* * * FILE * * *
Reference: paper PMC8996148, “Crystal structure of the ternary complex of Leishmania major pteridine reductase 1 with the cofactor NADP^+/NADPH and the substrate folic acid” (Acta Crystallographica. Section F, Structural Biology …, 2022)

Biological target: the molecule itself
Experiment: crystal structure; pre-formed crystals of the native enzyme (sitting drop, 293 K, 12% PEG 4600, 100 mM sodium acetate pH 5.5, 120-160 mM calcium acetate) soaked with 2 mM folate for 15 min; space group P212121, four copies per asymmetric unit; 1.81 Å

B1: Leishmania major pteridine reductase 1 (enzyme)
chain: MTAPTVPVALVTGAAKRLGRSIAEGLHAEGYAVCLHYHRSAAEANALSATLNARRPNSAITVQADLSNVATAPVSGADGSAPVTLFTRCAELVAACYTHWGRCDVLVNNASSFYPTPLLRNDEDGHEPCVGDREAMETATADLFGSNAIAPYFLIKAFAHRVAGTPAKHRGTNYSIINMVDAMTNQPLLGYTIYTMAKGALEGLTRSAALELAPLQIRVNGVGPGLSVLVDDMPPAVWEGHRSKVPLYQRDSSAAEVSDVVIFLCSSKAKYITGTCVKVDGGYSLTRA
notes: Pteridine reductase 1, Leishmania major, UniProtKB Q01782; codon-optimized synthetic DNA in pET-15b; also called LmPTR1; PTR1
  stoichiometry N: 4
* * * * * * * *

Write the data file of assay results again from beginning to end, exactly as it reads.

Reference: paper PMC8996148, “Crystal structure of the ternary complex of Leishmania major pteridine reductase 1 with the cofactor NADP^+/NADPH and the substrate folic acid” (Acta Crystallographica. Section F, Structural Biology …, 2022)

Biological target: the molecule itself
Experiment: crystal structure; pre-formed crystals of the native enzyme (sitting drop, 293 K, 12% PEG 4600, 100 mM sodium acetate pH 5.5, 120-160 mM calcium acetate) soaked with 2 mM folate for 15 min; space group P212121, four copies per asymmetric unit; 1.81 Å

B1: Leishmania major pteridine reductase 1 (enzyme)
chain: MTAPTVPVALVTGAAKRLGRSIAEGLHAEGYAVCLHYHRSAAEANALSATLNARRPNSAITVQADLSNVATAPVSGADGSAPVTLFTRCAELVAACYTHWGRCDVLVNNASSFYPTPLLRNDEDGHEPCVGDREAMETATADLFGSNAIAPYFLIKAFAHRVAGTPAKHRGTNYSIINMVDAMTNQPLLGYTIYTMAKGALEGLTRSAALELAPLQIRVNGVGPGLSVLVDDMPPAVWEGHRSKVPLYQRDSSAAEVSDVVIFLCSSKAKYITGTCVKVDGGYSLTRA
notes: Pteridine reductase 1, Leishmania major, UniProtKB Q01782; codon-optimized synthetic DNA in pET-15b; also called LmPTR1; PTR1
  stoichiometry N: 4